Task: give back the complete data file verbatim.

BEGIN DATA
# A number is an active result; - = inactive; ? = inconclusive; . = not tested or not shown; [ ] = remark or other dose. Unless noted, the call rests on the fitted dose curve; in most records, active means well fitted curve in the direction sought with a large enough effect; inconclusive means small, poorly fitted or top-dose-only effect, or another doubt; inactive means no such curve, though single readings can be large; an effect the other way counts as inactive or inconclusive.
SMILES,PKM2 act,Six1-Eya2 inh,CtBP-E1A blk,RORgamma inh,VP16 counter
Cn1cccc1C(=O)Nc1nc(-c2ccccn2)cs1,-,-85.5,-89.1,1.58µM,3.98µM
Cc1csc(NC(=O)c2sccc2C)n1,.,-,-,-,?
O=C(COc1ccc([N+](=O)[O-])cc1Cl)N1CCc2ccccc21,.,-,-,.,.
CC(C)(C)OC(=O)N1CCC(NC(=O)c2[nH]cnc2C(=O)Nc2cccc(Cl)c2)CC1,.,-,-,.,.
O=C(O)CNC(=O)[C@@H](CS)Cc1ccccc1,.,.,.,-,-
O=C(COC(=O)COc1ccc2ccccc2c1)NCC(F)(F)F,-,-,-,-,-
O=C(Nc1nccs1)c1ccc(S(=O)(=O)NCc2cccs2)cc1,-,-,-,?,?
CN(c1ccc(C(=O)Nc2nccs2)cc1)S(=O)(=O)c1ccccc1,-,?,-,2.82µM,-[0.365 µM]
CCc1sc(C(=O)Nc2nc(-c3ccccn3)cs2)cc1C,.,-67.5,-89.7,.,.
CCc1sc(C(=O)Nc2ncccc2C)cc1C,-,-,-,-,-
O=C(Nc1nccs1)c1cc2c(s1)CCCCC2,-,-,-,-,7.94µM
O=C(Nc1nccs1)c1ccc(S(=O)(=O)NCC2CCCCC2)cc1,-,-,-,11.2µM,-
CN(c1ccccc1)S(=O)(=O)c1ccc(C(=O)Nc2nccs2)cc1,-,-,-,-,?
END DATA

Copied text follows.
# A number is an active result; - = inactive; ? = inconclusive; . = not tested or not shown; [ ] = remark or other dose. Unless noted, the call rests on the fitted dose curve; in most records, active means well fitted curve in the direction sought with a large enough effect; inconclusive means small, poorly fitted or top-dose-only effect, or another doubt; inactive means no such curve, though single readings can be large; an effect the other way counts as inactive or inconclusive.
SMILES,PKM2 act,Six1-Eya2 inh,CtBP-E1A blk,RORgamma inh,VP16 counter
Cn1cccc1C(=O)Nc1nc(-c2ccccn2)cs1,-,-85.5,-89.1,1.58µM,3.98µM
Cc1csc(NC(=O)c2sccc2C)n1,.,-,-,-,?
O=C(COc1ccc([N+](=O)[O-])cc1Cl)N1CCc2ccccc21,.,-,-,.,.
CC(C)(C)OC(=O)N1CCC(NC(=O)c2[nH]cnc2C(=O)Nc2cccc(Cl)c2)CC1,.,-,-,.,.
O=C(O)CNC(=O)[C@@H](CS)Cc1ccccc1,.,.,.,-,-
O=C(COC(=O)COc1ccc2ccccc2c1)NCC(F)(F)F,-,-,-,-,-
O=C(Nc1nccs1)c1ccc(S(=O)(=O)NCc2cccs2)cc1,-,-,-,?,?
CN(c1ccc(C(=O)Nc2nccs2)cc1)S(=O)(=O)c1ccccc1,-,?,-,2.82µM,-[0.365 µM]
CCc1sc(C(=O)Nc2nc(-c3ccccn3)cs2)cc1C,.,-67.5,-89.7,.,.
CCc1sc(C(=O)Nc2ncccc2C)cc1C,-,-,-,-,-
O=C(Nc1nccs1)c1cc2c(s1)CCCCC2,-,-,-,-,7.94µM
O=C(Nc1nccs1)c1ccc(S(=O)(=O)NCC2CCCCC2)cc1,-,-,-,11.2µM,-
CN(c1ccccc1)S(=O)(=O)c1ccc(C(=O)Nc2nccs2)cc1,-,-,-,-,?